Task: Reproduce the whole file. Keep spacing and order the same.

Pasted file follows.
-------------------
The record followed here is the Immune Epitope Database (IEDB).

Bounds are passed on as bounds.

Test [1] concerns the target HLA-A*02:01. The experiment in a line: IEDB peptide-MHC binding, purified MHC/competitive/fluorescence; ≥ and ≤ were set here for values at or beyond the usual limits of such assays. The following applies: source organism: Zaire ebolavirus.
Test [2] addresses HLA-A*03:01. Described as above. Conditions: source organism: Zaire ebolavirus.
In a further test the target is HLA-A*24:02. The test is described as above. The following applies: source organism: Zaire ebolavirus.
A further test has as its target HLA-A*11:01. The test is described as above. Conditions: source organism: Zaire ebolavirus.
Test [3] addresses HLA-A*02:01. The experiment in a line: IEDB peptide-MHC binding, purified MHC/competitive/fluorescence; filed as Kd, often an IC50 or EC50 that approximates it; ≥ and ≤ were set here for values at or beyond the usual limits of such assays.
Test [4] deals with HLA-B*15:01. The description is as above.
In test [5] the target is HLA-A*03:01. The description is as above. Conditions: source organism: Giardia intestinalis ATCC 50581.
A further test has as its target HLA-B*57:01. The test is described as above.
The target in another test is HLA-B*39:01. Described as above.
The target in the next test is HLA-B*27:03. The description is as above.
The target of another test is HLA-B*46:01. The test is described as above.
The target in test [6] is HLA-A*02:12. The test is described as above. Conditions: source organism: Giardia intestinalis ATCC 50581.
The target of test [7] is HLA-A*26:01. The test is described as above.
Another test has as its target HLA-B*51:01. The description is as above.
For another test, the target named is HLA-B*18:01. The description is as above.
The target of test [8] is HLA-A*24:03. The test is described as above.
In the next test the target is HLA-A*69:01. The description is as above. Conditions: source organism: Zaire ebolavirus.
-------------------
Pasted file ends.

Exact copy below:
The record followed here is the Immune Epitope Database (IEDB).

Bounds are passed on as bounds.

Test [1] concerns the target HLA-A*02:01. The experiment in a line: IEDB peptide-MHC binding, purified MHC/competitive/fluorescence; ≥ and ≤ were set here for values at or beyond the usual limits of such assays. The following applies: source organism: Zaire ebolavirus.
Test [2] addresses HLA-A*03:01. Described as above. Conditions: source organism: Zaire ebolavirus.
In a further test the target is HLA-A*24:02. The test is described as above. The following applies: source organism: Zaire ebolavirus.
A further test has as its target HLA-A*11:01. The test is described as above. Conditions: source organism: Zaire ebolavirus.
Test [3] addresses HLA-A*02:01. The experiment in a line: IEDB peptide-MHC binding, purified MHC/competitive/fluorescence; filed as Kd, often an IC50 or EC50 that approximates it; ≥ and ≤ were set here for values at or beyond the usual limits of such assays.
Test [4] deals with HLA-B*15:01. The description is as above.
In test [5] the target is HLA-A*03:01. The description is as above. Conditions: source organism: Giardia intestinalis ATCC 50581.
A further test has as its target HLA-B*57:01. The test is described as above.
The target in another test is HLA-B*39:01. Described as above.
The target in the next test is HLA-B*27:03. The description is as above.
The target of another test is HLA-B*46:01. The test is described as above.
The target in test [6] is HLA-A*02:12. The test is described as above. Conditions: source organism: Giardia intestinalis ATCC 50581.
The target of test [7] is HLA-A*26:01. The test is described as above.
Another test has as its target HLA-B*51:01. The description is as above.
For another test, the target named is HLA-B*18:01. The description is as above.
The target of test [8] is HLA-A*24:03. The test is described as above.
In the next test the target is HLA-A*69:01. The description is as above. Conditions: source organism: Zaire ebolavirus.